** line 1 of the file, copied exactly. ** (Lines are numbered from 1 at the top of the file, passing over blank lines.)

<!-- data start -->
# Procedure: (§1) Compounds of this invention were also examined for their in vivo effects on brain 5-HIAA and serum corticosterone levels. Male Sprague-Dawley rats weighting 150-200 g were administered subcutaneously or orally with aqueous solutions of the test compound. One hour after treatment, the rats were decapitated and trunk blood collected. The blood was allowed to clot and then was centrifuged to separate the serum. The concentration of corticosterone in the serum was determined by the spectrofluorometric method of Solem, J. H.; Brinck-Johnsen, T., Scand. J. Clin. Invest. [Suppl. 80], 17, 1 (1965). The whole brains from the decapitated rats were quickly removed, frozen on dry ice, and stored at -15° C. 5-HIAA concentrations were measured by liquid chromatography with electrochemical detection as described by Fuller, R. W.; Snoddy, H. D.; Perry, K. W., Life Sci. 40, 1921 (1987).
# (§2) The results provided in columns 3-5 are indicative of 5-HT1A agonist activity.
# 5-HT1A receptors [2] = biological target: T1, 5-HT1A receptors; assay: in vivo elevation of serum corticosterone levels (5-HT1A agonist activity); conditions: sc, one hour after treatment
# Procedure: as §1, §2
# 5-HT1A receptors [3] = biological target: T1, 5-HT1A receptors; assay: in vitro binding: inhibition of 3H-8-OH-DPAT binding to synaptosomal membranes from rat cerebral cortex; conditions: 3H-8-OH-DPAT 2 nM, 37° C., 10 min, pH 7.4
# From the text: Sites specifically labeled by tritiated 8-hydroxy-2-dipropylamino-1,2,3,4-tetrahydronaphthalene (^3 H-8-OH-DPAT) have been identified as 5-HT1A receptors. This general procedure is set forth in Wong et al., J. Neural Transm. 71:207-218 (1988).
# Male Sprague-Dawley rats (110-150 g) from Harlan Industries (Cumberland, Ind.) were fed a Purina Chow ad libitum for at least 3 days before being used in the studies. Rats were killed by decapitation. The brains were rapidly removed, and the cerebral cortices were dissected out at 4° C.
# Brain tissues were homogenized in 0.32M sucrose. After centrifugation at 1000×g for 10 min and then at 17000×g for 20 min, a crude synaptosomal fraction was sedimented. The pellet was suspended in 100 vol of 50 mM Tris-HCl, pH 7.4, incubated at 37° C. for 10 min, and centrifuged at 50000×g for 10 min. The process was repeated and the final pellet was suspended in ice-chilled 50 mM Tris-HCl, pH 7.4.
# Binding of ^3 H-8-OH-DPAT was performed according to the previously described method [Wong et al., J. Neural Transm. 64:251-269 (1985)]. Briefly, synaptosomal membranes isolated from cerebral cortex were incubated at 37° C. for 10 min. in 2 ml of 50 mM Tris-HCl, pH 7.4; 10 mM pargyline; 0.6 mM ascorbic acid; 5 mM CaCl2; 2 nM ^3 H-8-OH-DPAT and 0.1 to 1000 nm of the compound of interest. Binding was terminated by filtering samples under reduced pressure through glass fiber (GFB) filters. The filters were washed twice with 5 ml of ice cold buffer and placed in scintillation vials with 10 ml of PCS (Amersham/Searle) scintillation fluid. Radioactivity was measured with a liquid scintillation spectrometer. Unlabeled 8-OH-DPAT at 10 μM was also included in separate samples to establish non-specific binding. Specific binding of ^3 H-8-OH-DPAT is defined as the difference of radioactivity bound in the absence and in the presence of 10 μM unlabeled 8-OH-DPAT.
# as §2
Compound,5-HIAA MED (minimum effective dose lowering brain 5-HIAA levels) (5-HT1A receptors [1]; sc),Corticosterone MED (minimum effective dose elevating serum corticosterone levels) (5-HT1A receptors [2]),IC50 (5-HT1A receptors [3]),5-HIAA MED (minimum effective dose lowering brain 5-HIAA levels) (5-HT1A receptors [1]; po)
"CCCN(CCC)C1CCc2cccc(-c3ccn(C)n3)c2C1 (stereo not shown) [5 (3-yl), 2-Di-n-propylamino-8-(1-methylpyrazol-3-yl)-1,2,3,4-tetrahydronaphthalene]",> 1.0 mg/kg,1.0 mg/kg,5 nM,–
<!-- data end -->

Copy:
# Procedure: (§1) Compounds of this invention were also examined for their in vivo effects on brain 5-HIAA and serum corticosterone levels. Male Sprague-Dawley rats weighting 150-200 g were administered subcutaneously or orally with aqueous solutions of the test compound. One hour after treatment, the rats were decapitated and trunk blood collected. The blood was allowed to clot and then was centrifuged to separate the serum. The concentration of corticosterone in the serum was determined by the spectrofluorometric method of Solem, J. H.; Brinck-Johnsen, T., Scand. J. Clin. Invest. [Suppl. 80], 17, 1 (1965). The whole brains from the decapitated rats were quickly removed, frozen on dry ice, and stored at -15° C. 5-HIAA concentrations were measured by liquid chromatography with electrochemical detection as described by Fuller, R. W.; Snoddy, H. D.; Perry, K. W., Life Sci. 40, 1921 (1987).